Number of co-authors:10
Number of publications with 3 favourite co-authors:Douglas J. Cardinal:1Masahito Hirakawa:1Michael J. Tauber:1
Tim Dudley's 3 most productive colleagues in number of publications:Mary Beth Rosson:142Ronald M. Baecker:67Ephraim P. Glinert:24
User error: replace user and press any key to continue.
-- Popular computer one-liner
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Publications by Tim Dudley (bibliography)
Dudley, Tim, Cardinal, Douglas J., Hirakawa, Masahito and Tauber, Michael J. (1993): Panel: Effects of Notation on Realization and Understanding. In: Proceedings of the 1993 IEEE Workshop on Visual Languages August 24-27, 1993, Bergen, Norway. pp. 278-280.
Maskery, Helen, Hopkins, Gord and Dudley, Tim (1992): Context: What Does it Mean to Application Design. In ACM SIGCHI Bulletin, 24 (2) pp. 22-30.
This is the report of a workshop held at CHI'90. It describes the discussions and findings of the two days. The report starts with definition of terms. It moves on to look at the goals and benefits of including context in applications. Next the report presents some cautions to developers and finally, the report covers the discussions about real applications which might include context-sensitivity.
© All rights reserved Maskery et al. and/or ACM Press
Dudley, Tim and Mahling, Dirk E. (1991): Report on E-mail Panel: Is Visual Programming a New Programming Paradigm?. In: VL 1991 1991. pp. 82-88.
Dudley, Tim, Baecker, Ronald M., Eisenstadt, Marc, Glinert, Ephraim P. and Rosson, Mary Beth (1990): Multi-Dimensional Interfaces for Software Design. In: Diaper, Dan, Gilmore, David J., Cockton, Gilbert and Shackel, Brian (eds.) INTERACT 90 - 3rd IFIP International Conference on Human-Computer Interaction August 27-31, 1990, Cambridge, UK. pp. 1063-1066.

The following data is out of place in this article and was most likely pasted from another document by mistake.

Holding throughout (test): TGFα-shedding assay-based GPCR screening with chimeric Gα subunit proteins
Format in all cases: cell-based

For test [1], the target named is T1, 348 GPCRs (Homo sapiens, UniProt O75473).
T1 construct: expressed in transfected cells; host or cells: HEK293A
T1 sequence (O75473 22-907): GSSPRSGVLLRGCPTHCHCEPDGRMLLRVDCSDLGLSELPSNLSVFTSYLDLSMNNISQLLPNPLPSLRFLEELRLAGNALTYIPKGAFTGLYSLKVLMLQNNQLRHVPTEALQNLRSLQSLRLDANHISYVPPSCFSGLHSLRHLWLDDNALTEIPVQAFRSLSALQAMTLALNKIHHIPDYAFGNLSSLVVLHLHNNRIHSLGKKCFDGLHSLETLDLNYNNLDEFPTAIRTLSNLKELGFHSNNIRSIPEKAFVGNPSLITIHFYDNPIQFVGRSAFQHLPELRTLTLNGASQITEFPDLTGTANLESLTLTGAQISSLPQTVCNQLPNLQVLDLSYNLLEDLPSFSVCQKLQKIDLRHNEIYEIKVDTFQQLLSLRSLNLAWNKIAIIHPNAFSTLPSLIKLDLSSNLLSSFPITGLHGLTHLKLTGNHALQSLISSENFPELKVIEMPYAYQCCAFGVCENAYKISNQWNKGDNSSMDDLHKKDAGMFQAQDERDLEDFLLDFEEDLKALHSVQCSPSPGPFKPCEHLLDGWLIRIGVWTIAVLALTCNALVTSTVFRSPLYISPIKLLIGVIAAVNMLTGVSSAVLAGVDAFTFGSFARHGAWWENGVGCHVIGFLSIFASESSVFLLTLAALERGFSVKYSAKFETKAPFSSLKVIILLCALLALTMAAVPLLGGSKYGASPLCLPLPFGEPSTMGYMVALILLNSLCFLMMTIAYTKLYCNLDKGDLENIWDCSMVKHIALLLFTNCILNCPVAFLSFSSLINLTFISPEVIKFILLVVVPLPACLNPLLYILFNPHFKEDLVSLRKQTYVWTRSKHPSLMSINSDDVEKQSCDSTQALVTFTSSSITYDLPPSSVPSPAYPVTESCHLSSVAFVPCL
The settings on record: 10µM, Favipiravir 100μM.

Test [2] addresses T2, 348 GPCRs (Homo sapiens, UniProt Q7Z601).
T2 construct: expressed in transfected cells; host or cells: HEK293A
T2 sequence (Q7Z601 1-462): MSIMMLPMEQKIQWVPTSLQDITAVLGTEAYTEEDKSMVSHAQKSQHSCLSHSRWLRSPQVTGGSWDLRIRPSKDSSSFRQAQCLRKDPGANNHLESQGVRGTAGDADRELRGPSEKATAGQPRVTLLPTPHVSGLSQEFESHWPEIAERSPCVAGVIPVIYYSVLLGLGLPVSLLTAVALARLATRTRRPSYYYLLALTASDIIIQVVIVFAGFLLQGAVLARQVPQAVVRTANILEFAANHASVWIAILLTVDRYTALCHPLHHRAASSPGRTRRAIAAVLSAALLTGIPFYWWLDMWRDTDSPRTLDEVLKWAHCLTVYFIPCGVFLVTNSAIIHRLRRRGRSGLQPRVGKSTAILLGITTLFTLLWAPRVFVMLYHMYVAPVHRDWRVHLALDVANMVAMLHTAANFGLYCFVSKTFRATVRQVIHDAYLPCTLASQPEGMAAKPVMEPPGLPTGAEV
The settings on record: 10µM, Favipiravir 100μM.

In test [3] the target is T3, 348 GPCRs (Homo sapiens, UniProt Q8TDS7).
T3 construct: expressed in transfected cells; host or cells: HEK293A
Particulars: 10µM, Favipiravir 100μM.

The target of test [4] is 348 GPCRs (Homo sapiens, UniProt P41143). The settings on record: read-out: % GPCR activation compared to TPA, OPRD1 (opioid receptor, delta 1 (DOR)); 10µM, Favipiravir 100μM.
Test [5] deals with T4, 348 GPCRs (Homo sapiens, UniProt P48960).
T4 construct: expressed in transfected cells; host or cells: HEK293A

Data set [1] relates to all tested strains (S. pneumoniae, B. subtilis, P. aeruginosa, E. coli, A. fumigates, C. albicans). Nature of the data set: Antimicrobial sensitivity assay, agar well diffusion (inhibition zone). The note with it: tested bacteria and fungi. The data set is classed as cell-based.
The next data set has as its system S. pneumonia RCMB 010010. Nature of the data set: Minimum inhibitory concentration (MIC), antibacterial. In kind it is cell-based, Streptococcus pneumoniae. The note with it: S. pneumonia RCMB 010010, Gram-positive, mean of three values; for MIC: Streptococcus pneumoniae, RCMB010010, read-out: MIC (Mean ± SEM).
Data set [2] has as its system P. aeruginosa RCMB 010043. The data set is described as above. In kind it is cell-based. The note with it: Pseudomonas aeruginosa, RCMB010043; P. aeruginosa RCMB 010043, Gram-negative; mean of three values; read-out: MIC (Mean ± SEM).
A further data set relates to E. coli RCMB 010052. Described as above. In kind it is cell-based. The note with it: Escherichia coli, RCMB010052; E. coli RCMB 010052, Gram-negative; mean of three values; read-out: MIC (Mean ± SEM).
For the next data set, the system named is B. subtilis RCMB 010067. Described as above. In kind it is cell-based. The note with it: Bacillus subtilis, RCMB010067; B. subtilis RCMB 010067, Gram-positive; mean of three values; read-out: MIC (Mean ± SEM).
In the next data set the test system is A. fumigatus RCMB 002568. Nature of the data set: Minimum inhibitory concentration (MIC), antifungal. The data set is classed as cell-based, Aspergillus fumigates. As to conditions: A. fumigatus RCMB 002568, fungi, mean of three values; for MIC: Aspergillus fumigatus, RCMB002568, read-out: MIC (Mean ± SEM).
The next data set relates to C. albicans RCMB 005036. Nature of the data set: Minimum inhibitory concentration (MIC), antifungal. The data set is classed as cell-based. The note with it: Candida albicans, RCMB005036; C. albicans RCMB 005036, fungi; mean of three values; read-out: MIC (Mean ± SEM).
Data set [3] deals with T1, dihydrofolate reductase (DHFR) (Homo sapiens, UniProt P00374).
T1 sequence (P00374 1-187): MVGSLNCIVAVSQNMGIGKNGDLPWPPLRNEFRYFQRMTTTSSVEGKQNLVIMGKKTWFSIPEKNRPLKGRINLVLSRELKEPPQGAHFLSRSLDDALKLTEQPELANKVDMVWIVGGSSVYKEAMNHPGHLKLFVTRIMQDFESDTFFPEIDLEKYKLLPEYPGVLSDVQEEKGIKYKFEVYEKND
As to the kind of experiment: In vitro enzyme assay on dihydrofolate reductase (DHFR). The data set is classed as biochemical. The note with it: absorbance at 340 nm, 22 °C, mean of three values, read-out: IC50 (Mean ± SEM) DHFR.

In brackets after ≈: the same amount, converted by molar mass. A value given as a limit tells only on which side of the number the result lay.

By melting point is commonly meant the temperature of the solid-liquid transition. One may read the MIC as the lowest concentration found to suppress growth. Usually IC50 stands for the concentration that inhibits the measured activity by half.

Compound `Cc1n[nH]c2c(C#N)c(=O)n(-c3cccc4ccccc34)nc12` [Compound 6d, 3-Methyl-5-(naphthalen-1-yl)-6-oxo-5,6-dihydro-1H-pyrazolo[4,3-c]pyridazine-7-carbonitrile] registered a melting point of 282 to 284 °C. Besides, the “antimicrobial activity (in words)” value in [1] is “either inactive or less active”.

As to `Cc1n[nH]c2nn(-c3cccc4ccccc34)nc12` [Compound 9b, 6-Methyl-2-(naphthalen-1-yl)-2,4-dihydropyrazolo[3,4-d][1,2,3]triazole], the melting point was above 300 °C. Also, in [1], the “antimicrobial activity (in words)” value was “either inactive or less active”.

Dudley, Tim (1987): Report Generation Using a Visual Programming Interface. In: Bullinger, Hans-Jorg and Shackel, Brian (eds.) INTERACT 87 - 2nd IFIP International Conference on Human-Computer Interaction September 1-4, 1987, Stuttgart, Germany. pp. 521-528.
Command language interfaces are not always the most appropriate tool at the initial stages of report design. A loosely constrained graphical notation can be much more useful. Visual programming techniques introduced on the Xerox Star, and popularized by the Apple Lisa and the Macintosh, have now made the use of such a graphical notation much more feasible. Also, the direct manipulation techniques described by Shneiderman are now viable because of the wide-spread availability of bit-mapped graphics screens and pointing devices such as the mouse. This paper briefly discusses visual programming concepts, and then describes the implementation of a visual programming interface (VPI) for a 4GL report writer. The basis for the design is an object-action syntax. A set of icons was designed which represent atomic report entities, and a graphic editor built to manipulate these entities into a report structure. Attribute sheets associated with each of the report entities allow definition of the report entities to the data dictionary. A menu bar controls menus of all possible actions to be performed on the objects. A facility to switch easily between the graphical and textual representation of the report is provided, with direct manipulation editing available in both representations. Modifications made in one representation are automatically reflected in the other. The combination of the VPI with a 4GL makes the design and modification of reports remarkably straightforward, and suitable both for end users and application programmers.
© All rights reserved Dudley and/or North-Holland
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